As my wife and I watched one of Pittsburgh's local television stations deliver a rather pedestrian local newscast, she told me that she and our older son were dumbstruck this afternoon by a pitiful national news program.
I won't name the network (because I wouldn't want to embarrass it), but my wife tells me that among the top stories during the time they watched were a grandmother insisting her granddaughter was alive, a charity event hosted by a popular singer, more follow-up from a nationally syndicated radio program host's use of the "N" word and a report about a man who died following a liver transplant and a mother insisting that her well-known-and-always-in-trouble daughter has been misrepresented by the media.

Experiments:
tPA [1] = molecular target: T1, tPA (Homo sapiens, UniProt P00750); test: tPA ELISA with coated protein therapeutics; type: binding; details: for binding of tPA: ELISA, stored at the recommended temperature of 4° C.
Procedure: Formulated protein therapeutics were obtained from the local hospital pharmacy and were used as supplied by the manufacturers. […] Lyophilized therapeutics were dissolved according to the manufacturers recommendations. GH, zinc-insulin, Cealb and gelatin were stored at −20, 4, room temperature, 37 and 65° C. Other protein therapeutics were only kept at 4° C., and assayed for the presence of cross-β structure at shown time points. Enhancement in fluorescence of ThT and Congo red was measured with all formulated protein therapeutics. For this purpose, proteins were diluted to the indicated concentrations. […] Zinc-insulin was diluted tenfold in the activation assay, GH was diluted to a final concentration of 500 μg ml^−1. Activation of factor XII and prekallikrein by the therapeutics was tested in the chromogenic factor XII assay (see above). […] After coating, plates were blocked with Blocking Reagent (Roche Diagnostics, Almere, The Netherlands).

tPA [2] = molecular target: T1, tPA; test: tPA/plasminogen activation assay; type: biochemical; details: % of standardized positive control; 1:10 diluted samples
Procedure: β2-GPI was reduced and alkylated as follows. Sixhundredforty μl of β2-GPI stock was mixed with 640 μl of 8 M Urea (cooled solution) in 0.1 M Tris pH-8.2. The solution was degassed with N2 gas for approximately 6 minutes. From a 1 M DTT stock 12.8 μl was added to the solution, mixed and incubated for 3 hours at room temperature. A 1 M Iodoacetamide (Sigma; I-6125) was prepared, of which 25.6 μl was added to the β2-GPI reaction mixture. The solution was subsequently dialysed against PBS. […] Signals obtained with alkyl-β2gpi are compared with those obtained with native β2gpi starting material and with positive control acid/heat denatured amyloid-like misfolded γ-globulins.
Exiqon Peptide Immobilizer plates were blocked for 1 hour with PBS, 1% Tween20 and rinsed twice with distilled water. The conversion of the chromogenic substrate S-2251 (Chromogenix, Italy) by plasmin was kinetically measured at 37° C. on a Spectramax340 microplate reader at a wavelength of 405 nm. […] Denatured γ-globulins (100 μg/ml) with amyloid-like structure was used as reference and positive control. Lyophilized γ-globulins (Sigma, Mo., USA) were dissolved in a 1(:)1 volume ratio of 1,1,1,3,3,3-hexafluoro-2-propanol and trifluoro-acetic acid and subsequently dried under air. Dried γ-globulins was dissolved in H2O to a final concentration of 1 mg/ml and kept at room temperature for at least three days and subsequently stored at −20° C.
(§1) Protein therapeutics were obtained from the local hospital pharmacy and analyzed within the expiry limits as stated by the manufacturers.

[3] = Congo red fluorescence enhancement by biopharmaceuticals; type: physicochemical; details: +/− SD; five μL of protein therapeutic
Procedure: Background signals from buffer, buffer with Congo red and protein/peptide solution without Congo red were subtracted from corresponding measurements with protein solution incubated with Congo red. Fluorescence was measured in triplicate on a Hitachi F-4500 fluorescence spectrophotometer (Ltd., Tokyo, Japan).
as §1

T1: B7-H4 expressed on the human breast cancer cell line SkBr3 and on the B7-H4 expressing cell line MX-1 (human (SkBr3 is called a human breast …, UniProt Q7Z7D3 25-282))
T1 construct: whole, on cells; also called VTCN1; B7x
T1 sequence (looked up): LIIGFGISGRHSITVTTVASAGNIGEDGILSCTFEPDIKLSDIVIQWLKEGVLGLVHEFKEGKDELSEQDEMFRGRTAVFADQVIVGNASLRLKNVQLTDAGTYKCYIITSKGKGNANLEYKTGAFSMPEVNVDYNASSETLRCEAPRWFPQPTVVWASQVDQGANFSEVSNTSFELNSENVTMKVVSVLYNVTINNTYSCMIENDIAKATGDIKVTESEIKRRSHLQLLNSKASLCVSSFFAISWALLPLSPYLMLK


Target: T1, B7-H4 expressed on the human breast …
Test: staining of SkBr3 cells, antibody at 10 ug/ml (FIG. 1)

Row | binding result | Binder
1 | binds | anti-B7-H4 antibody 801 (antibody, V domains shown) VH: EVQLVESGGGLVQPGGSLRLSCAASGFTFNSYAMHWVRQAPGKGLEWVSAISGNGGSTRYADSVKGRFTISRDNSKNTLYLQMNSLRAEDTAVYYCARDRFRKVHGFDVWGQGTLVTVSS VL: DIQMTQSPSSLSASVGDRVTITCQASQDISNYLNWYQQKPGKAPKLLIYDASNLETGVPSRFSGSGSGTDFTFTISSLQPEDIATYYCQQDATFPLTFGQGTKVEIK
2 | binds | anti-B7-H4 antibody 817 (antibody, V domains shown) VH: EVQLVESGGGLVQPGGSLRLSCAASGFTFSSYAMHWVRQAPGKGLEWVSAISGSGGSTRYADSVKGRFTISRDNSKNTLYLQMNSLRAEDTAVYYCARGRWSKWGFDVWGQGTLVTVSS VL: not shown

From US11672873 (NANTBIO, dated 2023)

My wife grumbled to me that there was apparently nothing happening in Washington, nothing of importance in economics or business and nothing of relevance in education. Instead there was this mish-mash of stories that largely had no news value.
She was not alone in her disgust.
At one point, our son, remember he's 11, turned to my wife and asked: "Mom, are you sure this isn't some kind of entertainment news program? This doesn't look like news."
Amen, young man. And now you know my colleagues and I who teach journalism believe we have such an important responsibility.